Many workers face instances at work where they feel that they or others are being unfairly treated or that someone else's actions are causing difficulties in the workplace. As a result, workers may complain to their superiors about the actions in hopes of reaching a resolution. Unfortunately, some workers may end up facing retaliation for their efforts.
New York readers may be interested in a lawsuit that was recently filed in another state that claims retaliation. Apparently, an African-American woman who works as a corrections technician for her county's Department of Community Justice complained after a probation officer put up a Blue Lives Matter flag in his office. The woman and other African-American employees complained about the flag to their supervisors due to its demeaning implications to the Black Lives Matter movement.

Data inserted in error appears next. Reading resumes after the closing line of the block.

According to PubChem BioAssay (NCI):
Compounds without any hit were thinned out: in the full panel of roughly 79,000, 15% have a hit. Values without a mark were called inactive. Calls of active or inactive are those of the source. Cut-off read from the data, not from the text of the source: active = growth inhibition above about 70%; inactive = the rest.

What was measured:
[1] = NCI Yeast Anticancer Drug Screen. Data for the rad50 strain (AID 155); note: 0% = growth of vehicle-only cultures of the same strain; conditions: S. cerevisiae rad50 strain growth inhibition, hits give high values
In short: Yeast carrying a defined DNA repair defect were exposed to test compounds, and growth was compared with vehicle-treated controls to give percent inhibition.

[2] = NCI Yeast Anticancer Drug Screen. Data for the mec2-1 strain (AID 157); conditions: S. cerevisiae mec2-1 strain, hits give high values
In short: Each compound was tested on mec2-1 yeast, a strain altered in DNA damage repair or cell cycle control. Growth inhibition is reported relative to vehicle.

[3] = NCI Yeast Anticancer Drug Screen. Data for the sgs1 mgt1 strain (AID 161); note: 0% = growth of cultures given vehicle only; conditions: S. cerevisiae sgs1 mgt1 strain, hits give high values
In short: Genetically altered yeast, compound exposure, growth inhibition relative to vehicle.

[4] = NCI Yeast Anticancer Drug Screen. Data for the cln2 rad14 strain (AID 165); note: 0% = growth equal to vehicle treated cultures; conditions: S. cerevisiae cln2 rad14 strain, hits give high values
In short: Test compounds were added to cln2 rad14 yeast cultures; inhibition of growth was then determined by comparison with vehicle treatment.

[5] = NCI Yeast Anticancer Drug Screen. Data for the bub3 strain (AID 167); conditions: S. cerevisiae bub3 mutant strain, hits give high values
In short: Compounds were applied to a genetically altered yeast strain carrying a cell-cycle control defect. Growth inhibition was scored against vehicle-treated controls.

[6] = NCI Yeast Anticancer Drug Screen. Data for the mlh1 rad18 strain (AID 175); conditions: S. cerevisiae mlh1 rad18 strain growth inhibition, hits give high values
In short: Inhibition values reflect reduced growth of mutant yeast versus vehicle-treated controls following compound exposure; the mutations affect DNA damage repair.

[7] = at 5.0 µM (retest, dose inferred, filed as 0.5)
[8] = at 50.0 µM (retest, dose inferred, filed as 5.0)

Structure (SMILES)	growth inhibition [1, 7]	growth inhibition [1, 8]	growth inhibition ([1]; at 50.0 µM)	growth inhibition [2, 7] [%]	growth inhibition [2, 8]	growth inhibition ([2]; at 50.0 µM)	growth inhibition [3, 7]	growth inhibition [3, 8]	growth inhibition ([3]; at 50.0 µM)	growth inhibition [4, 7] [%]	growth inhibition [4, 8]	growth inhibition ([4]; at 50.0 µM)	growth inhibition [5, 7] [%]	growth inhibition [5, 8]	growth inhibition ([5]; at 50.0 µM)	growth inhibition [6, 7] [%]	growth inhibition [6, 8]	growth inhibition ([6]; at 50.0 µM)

The supervisors did not require the flag's removal, and after it stayed up for over six months, the woman put up pictures of minorities who had been killed by law enforcement. Management told her to remove her photos, but the woman refused because the other worker's flag remained. Managers later issued a regulation that personal photos had to be smaller than 5-by-7 inches, and later that same day, the woman found two derogatory notes on her wall indicating that other workers were displeased with the regulation and blamed her. The woman felt that she was retaliated against and felt unsafe at work due to resulting hostility for her complaints, which led to her lawsuit.
Workplace retaliation can come in many forms, and when workers no longer feel safe at work, action may be necessary. If New York employees believe that they have been unfairly treated due to complaints or other actions, they may want to have their cases assessed by legal professionals. Some instances may warrant legal action.